I've spent half a century (yikes) writing for radio and print—mostly print. I hope to be still tapping the keys as I take my last breath.
As European colonizers spread across the globe a mongrel language developed that patched together local tongues with Dutch, or Spanish, or English. Versions of it emerged in the 16th century among African slaves and their owners.
It got its name in the middle of the 19th century when it developed as a simplified language used in China as a way of communicating with Europeans. Pidgin is the way the Chinese mispronounced the English word business, although there are other theories about how the word came into existence.
There are many regional hybrids. It’s a language in which you were likely to hear the Duke of Edinburgh called “Old fella Pili-Pili him bilong Misis Kwin.”
There are no rules that cover all pidgin languages; they tend to be made up on the spot. Pidgin is always a second language of the speakers. Vocabularies are small, so nouns in English sometimes need long descriptions. For example, the people of Papua New Guinea have little use for the word accordion so they describe it as “Liklik box you pull him he cry you push him he cry.”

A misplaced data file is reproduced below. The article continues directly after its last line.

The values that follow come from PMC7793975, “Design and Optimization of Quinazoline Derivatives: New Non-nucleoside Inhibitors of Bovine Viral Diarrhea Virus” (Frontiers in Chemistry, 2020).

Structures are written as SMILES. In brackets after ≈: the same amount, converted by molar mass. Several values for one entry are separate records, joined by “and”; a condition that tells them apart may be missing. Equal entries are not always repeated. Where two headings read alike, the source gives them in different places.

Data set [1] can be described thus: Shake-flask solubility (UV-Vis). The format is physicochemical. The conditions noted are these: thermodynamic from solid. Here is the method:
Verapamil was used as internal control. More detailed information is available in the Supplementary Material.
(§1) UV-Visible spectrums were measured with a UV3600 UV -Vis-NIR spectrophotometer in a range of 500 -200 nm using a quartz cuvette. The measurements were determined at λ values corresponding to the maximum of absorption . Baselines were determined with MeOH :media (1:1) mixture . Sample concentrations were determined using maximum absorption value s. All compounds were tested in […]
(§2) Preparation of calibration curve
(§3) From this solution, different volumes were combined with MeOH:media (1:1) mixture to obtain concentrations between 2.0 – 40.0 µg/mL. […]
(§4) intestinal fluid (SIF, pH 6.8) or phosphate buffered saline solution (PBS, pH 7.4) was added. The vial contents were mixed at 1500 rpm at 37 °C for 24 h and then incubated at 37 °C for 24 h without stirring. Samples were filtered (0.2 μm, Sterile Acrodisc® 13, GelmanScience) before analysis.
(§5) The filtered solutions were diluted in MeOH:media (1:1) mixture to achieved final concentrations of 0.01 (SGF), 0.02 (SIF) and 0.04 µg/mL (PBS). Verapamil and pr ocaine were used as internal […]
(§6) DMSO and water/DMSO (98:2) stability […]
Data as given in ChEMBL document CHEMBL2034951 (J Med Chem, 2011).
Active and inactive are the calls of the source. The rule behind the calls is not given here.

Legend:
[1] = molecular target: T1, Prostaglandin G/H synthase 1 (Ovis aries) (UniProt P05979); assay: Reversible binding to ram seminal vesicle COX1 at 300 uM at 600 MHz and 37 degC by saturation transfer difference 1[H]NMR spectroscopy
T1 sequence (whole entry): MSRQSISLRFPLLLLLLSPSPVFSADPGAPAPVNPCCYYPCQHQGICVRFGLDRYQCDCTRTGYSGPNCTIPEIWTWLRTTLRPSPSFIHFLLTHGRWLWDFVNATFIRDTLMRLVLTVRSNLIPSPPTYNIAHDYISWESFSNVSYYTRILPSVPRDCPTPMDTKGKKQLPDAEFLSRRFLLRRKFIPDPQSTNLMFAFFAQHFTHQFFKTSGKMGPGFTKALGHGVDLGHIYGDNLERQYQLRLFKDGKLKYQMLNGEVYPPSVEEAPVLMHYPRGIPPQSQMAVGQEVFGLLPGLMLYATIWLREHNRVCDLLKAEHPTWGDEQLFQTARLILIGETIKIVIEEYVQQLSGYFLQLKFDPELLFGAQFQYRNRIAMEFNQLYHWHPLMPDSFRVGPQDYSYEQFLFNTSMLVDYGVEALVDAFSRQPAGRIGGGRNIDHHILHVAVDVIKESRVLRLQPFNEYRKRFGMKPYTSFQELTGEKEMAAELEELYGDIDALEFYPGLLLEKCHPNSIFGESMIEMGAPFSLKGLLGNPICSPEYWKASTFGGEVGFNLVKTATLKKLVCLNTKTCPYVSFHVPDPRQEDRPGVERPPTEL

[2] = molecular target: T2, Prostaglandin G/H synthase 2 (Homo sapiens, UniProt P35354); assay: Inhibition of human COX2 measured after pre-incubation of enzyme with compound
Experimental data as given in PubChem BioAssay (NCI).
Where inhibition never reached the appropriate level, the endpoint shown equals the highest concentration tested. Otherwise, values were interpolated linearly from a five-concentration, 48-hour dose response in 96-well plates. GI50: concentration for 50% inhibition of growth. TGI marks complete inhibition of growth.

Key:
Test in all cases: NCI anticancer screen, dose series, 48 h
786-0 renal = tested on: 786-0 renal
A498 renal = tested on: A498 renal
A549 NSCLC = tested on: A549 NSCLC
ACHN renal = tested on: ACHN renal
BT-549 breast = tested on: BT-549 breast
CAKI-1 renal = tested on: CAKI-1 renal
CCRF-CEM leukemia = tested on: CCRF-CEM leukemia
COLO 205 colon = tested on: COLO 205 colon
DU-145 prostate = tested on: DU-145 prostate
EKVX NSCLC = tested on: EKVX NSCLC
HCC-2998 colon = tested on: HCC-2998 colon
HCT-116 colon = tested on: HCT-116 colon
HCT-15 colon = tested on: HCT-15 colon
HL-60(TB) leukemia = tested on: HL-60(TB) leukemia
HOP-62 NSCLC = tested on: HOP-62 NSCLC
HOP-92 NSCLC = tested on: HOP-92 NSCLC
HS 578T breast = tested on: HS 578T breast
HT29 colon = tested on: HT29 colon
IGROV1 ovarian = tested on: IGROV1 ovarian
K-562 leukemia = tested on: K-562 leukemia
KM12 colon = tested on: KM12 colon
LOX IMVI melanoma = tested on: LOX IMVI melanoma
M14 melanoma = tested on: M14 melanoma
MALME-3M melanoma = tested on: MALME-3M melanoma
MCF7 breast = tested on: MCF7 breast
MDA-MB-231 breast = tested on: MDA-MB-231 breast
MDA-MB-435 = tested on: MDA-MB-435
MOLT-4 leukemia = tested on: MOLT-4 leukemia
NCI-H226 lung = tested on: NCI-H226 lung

Pidgin involves code switching, which happens when a speaker uses words from different languages in a sentence. “Hasta la vista, baby,” is a very simple example, as is a French restaurant that is only open on week days and has signage that says “Jamais le weekend.”
Code switching in pidgin gets more complicated. There is a sign on the Pacific island of Vanuatu by a river. It reads “Sipos yu wantem ferry yu killem gong,” and beside it is a metal tube and a hammer.
Pronouns are simplified. Agana-Nsiire Agana (Medium.com) gives an example from West Africa: “ . . . the 1st person plural is ‘we’ both in subject and object positions. There is no ‘us’ in Pidgin English. So ‘we want you to give it to us’ would be: ‘We want make you take give we.’ ”
There are many other conventions for Pidgin English but they all boil down to the same thing―simplify, simplify, simplify.
“Nambawan pikinini bilong Misis Kwin.”
— Prince Charles explains his status as Queen Elizabeth’s oldest child in a speech in Papua New Guinea
According to About World Languages most pidgins have a limited lifespan; “They disappear when the reason for communication diminishes, as communities either move apart, one community learns the language of the other, or both communities learn a common language (usually the official language of the country).”